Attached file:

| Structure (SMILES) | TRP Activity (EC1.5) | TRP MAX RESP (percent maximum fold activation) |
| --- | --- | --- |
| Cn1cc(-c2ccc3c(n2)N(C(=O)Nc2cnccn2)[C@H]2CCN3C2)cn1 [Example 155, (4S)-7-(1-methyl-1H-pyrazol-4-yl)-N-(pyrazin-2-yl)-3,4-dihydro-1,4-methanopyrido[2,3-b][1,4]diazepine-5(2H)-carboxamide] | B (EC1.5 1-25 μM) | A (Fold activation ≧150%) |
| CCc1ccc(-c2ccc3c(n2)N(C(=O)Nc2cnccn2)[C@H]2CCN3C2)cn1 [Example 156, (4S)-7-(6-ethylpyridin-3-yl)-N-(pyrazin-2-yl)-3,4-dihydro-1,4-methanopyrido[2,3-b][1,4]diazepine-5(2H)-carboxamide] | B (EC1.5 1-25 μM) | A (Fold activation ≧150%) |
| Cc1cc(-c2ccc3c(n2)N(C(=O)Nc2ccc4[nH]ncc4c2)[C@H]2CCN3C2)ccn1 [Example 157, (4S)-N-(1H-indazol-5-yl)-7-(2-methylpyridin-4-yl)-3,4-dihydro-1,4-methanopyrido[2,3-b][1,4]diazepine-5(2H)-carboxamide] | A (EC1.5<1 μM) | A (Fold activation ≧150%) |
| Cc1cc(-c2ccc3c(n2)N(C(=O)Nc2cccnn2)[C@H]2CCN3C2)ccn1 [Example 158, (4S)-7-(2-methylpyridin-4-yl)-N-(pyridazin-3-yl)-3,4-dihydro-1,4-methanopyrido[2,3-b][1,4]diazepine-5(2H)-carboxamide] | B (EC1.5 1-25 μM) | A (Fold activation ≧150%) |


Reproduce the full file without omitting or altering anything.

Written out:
| Structure (SMILES) | TRP Activity (EC1.5) | TRP MAX RESP (percent maximum fold activation) |
| --- | --- | --- |
| Cn1cc(-c2ccc3c(n2)N(C(=O)Nc2cnccn2)[C@H]2CCN3C2)cn1 [Example 155, (4S)-7-(1-methyl-1H-pyrazol-4-yl)-N-(pyrazin-2-yl)-3,4-dihydro-1,4-methanopyrido[2,3-b][1,4]diazepine-5(2H)-carboxamide] | B (EC1.5 1-25 μM) | A (Fold activation ≧150%) |
| CCc1ccc(-c2ccc3c(n2)N(C(=O)Nc2cnccn2)[C@H]2CCN3C2)cn1 [Example 156, (4S)-7-(6-ethylpyridin-3-yl)-N-(pyrazin-2-yl)-3,4-dihydro-1,4-methanopyrido[2,3-b][1,4]diazepine-5(2H)-carboxamide] | B (EC1.5 1-25 μM) | A (Fold activation ≧150%) |
| Cc1cc(-c2ccc3c(n2)N(C(=O)Nc2ccc4[nH]ncc4c2)[C@H]2CCN3C2)ccn1 [Example 157, (4S)-N-(1H-indazol-5-yl)-7-(2-methylpyridin-4-yl)-3,4-dihydro-1,4-methanopyrido[2,3-b][1,4]diazepine-5(2H)-carboxamide] | A (EC1.5<1 μM) | A (Fold activation ≧150%) |
| Cc1cc(-c2ccc3c(n2)N(C(=O)Nc2cccnn2)[C@H]2CCN3C2)ccn1 [Example 158, (4S)-7-(2-methylpyridin-4-yl)-N-(pyridazin-3-yl)-3,4-dihydro-1,4-methanopyrido[2,3-b][1,4]diazepine-5(2H)-carboxamide] | B (EC1.5 1-25 μM) | A (Fold activation ≧150%) |